Senior Capstone (3 semester hours)
English majors in the Creative Writing concentration may meet the GC Senior Capstone requirement (described above) by completing one of six capstone options:
ENGL 4025 Literary Journal Design & Editing
ENGL 4013 Poetry Translation
IDST 4999 Interdisciplinary Senior Capstone
ENGL 4024 Teaching Writing in Schools II (requires approval process; prerequisite is ENGL 4023)
ENGL 4980 Study Abroad Project (requires approval process)
ENGL 4940 Independent study (if supported by a Creative Writing faculty member; requires approval process).
- Completion of the First-Year Academic Seminar with a passing grade. Students who transfer to GC after the first term are exempt from this requirement, but need to be aware that timely placement in creative writing courses cannot be guaranteed. Note: this course credit (1 hour) does not count toward the 120 earned hours required for graduation
- A grade of C or better is required in all English courses.
- A minimum of 39 semester hours overall must be at the 3000-4000 level.
- Fulfillment of University-wide Senior Capstone Experience requirement, as explained above.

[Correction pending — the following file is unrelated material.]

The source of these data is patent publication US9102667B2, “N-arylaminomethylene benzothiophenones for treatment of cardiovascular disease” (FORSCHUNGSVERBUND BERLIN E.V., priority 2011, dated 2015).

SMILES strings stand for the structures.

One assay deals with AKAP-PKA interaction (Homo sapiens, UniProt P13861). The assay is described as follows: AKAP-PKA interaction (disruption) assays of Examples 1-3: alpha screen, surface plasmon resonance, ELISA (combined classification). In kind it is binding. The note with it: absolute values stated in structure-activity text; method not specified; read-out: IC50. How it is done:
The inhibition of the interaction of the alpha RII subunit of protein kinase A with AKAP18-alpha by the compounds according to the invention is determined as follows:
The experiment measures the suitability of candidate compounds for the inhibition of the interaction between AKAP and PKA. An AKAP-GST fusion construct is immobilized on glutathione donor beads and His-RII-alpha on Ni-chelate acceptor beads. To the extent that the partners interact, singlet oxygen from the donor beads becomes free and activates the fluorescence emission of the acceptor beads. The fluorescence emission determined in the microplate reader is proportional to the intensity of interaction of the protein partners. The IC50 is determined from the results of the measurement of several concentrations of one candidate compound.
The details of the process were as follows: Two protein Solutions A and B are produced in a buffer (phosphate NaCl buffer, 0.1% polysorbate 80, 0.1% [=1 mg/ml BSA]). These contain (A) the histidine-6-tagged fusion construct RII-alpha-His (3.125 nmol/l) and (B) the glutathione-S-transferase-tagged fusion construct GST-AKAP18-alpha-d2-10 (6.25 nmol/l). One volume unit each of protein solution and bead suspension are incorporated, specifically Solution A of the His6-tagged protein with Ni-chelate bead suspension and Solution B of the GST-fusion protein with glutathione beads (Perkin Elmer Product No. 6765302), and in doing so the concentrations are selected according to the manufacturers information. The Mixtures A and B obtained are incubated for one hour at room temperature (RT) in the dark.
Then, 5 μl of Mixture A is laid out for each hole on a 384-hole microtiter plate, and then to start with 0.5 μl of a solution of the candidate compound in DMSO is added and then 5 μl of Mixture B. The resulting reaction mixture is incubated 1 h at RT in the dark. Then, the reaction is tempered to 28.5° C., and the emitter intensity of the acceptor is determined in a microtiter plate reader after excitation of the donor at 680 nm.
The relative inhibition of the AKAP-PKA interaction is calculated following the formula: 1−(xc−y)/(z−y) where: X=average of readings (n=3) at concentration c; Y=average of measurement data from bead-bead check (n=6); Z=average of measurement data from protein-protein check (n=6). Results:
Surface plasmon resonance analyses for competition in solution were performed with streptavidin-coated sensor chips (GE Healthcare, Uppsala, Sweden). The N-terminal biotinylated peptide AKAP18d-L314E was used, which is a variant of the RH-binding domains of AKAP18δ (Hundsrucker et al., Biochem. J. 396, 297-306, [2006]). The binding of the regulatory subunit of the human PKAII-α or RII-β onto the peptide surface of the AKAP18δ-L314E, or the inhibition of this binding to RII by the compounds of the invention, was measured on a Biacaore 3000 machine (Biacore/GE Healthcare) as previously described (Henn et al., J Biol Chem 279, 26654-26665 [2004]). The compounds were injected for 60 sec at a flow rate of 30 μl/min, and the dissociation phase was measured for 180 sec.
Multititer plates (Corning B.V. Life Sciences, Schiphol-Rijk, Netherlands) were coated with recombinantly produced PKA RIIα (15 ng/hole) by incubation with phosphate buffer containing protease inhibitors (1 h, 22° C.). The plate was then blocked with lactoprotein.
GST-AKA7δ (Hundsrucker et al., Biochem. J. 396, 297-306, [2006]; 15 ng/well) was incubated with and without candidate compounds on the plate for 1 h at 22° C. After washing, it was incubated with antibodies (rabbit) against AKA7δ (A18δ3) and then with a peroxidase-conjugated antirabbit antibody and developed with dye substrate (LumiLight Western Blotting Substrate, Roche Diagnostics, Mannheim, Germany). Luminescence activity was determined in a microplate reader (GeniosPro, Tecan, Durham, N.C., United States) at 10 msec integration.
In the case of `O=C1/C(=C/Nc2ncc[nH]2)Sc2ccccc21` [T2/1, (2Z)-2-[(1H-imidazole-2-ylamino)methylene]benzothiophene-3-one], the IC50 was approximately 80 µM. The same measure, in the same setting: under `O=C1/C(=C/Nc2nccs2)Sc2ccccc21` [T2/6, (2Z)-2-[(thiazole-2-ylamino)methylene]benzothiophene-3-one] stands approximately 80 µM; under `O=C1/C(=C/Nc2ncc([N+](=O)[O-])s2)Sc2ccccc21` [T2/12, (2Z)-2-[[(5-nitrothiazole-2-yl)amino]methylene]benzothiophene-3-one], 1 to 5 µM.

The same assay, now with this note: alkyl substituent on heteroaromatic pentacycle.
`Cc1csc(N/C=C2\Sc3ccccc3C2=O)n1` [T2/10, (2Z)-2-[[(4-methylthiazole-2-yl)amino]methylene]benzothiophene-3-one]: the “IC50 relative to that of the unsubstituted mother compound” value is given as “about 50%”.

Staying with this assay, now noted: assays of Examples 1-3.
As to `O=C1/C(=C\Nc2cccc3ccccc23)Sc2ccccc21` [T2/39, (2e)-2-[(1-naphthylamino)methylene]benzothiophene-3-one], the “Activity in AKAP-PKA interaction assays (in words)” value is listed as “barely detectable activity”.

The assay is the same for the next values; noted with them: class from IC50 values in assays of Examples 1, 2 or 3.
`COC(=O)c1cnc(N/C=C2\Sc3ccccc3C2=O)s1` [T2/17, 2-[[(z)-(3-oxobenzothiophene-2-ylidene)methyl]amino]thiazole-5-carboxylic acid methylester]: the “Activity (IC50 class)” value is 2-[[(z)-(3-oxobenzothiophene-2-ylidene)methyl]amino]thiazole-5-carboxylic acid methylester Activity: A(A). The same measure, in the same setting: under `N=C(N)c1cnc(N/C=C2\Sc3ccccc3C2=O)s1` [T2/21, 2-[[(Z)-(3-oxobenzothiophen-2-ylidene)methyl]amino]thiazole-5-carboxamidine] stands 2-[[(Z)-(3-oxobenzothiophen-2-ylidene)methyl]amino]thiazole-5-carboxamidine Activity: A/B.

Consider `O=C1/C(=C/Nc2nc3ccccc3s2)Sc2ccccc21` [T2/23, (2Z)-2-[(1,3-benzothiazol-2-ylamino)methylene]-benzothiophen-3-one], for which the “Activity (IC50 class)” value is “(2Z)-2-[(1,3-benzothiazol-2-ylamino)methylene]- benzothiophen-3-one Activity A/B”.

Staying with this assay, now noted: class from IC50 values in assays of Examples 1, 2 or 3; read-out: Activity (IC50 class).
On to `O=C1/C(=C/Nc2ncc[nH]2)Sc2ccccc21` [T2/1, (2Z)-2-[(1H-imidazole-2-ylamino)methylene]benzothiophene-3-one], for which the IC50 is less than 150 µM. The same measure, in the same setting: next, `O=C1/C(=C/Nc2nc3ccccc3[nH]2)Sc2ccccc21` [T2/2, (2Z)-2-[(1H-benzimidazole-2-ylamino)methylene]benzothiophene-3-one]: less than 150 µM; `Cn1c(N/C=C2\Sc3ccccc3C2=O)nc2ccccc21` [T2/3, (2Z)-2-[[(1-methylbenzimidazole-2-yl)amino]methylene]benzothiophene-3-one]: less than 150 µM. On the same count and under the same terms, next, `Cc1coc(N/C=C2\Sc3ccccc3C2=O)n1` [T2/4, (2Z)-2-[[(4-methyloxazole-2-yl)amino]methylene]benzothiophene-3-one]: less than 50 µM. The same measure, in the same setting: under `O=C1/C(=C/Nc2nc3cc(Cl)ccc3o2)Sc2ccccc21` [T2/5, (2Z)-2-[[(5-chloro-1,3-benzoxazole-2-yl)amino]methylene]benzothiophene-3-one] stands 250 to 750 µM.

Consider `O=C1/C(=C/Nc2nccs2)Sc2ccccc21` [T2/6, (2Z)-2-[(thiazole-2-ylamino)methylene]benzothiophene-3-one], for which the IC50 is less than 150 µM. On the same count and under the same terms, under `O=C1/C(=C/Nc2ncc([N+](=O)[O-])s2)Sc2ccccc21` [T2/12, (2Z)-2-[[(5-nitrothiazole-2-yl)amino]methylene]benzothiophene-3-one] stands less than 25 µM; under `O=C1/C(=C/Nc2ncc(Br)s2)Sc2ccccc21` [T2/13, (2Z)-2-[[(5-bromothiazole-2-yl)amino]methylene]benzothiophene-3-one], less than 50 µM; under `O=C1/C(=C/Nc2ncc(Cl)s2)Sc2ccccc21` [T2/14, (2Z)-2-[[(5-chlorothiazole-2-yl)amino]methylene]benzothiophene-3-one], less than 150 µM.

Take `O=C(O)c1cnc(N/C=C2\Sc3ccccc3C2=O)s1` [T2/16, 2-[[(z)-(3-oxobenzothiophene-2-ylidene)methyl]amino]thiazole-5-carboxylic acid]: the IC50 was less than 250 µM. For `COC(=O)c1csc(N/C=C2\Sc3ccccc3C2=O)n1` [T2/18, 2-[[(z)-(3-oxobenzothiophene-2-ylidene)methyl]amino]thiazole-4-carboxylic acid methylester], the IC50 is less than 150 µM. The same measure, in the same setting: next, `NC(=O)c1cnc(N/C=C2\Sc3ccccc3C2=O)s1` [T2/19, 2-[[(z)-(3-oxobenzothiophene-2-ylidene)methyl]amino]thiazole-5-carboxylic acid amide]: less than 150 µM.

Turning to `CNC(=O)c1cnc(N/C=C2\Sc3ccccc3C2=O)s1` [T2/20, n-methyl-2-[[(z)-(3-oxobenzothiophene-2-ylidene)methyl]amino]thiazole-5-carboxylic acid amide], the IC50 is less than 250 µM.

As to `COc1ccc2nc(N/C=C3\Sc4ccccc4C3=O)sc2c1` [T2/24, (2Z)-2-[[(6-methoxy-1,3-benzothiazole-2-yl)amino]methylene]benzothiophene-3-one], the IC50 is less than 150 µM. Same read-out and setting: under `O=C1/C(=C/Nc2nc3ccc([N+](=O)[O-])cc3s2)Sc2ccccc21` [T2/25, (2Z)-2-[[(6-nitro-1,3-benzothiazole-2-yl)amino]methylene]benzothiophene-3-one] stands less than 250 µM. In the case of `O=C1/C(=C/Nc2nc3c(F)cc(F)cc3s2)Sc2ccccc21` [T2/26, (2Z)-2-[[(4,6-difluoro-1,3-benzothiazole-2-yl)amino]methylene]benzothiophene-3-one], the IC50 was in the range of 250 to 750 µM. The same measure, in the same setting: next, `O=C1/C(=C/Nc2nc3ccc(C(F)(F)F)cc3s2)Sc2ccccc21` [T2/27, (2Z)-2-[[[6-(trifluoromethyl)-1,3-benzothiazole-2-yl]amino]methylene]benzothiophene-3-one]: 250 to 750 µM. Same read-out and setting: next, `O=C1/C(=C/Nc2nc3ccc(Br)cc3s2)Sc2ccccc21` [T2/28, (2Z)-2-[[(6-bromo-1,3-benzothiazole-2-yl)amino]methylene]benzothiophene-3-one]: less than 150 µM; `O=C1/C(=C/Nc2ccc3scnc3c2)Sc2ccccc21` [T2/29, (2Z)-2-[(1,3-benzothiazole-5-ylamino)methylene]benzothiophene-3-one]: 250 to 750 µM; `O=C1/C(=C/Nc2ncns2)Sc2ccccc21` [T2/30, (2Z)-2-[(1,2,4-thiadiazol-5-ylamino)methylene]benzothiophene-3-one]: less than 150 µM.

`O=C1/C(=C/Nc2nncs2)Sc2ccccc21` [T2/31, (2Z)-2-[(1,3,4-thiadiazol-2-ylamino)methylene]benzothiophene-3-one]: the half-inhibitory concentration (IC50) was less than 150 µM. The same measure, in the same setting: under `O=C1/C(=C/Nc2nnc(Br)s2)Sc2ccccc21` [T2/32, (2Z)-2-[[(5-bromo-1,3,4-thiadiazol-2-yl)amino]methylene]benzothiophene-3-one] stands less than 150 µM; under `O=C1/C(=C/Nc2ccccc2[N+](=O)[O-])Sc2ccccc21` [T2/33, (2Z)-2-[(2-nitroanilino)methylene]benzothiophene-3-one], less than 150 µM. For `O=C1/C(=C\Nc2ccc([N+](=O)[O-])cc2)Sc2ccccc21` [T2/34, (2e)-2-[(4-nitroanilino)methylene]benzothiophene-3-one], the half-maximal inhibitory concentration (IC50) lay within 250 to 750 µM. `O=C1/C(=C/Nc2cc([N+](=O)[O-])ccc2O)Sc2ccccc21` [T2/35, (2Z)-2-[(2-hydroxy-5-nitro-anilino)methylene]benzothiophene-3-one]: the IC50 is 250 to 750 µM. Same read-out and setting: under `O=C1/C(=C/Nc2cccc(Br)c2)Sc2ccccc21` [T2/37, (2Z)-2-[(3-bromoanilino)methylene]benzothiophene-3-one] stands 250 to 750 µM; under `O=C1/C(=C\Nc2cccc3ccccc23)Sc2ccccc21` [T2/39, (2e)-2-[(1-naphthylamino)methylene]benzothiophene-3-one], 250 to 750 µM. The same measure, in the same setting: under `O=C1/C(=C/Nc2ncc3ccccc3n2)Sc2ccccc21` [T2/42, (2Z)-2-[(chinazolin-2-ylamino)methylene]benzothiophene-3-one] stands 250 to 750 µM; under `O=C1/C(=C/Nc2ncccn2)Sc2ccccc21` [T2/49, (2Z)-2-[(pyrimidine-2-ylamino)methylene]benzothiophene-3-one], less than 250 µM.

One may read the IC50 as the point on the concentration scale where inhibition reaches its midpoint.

Electives (21-30 semester hours)
English majors who need more than one language course to meet the Foreign Language (2002) will have fewer elective hours while others, depending on how they meet the language requirement, will have more elective hours. For example, many students need to take as electives all three language courses (1001, 1002, 2001) before they are prepared to take the required 2002-level course, which means that they would have 21 elective hours. Elective hours may be used to complete a minor; to take other English Literature or Creative Writing courses in a third genre (starting with the 3000-level Intermediate section); to pursue courses in other disciplines; and possibly even to work on a second major (although students who wish to pursue that path need to start planning very early). Elective hours help students to a) deepen their experience in their major field; or b) explore new experiences in other fields; but most importantly, c) complete the required 39 hours at the 3000/4000-level (since only 30 are required in the major) as well as the 120 earned hours required for graduation (as only 90 hours total are required in the CORE A-E, Area F, and MAJOR). NOTE that WELLNESS and some other classes DO NOT count towards earned hours.